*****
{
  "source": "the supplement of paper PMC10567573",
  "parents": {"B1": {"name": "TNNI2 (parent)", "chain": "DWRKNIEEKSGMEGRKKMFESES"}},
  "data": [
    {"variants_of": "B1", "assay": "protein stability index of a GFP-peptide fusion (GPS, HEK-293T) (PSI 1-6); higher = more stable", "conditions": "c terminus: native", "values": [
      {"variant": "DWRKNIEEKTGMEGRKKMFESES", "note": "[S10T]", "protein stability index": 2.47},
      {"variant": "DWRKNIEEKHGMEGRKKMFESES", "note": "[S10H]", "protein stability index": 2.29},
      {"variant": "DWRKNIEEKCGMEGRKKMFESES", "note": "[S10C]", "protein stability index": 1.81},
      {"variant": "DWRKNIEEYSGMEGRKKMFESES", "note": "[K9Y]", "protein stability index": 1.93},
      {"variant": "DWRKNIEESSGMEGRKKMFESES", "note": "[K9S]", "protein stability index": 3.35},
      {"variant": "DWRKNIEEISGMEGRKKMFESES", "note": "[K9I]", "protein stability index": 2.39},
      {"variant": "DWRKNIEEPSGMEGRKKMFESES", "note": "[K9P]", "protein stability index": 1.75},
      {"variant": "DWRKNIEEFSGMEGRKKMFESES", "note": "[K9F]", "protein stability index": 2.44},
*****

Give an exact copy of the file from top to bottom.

{
  "source": "the supplement of paper PMC10567573",
  "parents": {"B1": {"name": "TNNI2 (parent)", "chain": "DWRKNIEEKSGMEGRKKMFESES"}},
  "data": [
    {"variants_of": "B1", "assay": "protein stability index of a GFP-peptide fusion (GPS, HEK-293T) (PSI 1-6); higher = more stable", "conditions": "c terminus: native", "values": [
      {"variant": "DWRKNIEEKTGMEGRKKMFESES", "note": "[S10T]", "protein stability index": 2.47},
      {"variant": "DWRKNIEEKHGMEGRKKMFESES", "note": "[S10H]", "protein stability index": 2.29},
      {"variant": "DWRKNIEEKCGMEGRKKMFESES", "note": "[S10C]", "protein stability index": 1.81},
      {"variant": "DWRKNIEEYSGMEGRKKMFESES", "note": "[K9Y]", "protein stability index": 1.93},
      {"variant": "DWRKNIEESSGMEGRKKMFESES", "note": "[K9S]", "protein stability index": 3.35},
      {"variant": "DWRKNIEEISGMEGRKKMFESES", "note": "[K9I]", "protein stability index": 2.39},
      {"variant": "DWRKNIEEPSGMEGRKKMFESES", "note": "[K9P]", "protein stability index": 1.75},
      {"variant": "DWRKNIEEFSGMEGRKKMFESES", "note": "[K9F]", "protein stability index": 2.44},